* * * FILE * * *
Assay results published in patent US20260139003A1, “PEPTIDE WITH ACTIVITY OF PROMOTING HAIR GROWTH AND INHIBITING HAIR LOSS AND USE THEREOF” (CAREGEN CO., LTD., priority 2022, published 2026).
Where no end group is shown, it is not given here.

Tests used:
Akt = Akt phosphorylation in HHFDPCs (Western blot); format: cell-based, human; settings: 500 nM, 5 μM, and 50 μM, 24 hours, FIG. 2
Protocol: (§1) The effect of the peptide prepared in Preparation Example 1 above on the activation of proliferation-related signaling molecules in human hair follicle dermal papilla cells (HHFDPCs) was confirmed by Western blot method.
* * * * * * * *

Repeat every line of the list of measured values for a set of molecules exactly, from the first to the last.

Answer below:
Assay results published in patent US20260139003A1, “PEPTIDE WITH ACTIVITY OF PROMOTING HAIR GROWTH AND INHIBITING HAIR LOSS AND USE THEREOF” (CAREGEN CO., LTD., priority 2022, published 2026).
Where no end group is shown, it is not given here.

Tests used:
Akt = Akt phosphorylation in HHFDPCs (Western blot); format: cell-based, human; settings: 500 nM, 5 μM, and 50 μM, 24 hours, FIG. 2
Protocol: (§1) The effect of the peptide prepared in Preparation Example 1 above on the activation of proliferation-related signaling molecules in human hair follicle dermal papilla cells (HHFDPCs) was confirmed by Western blot method.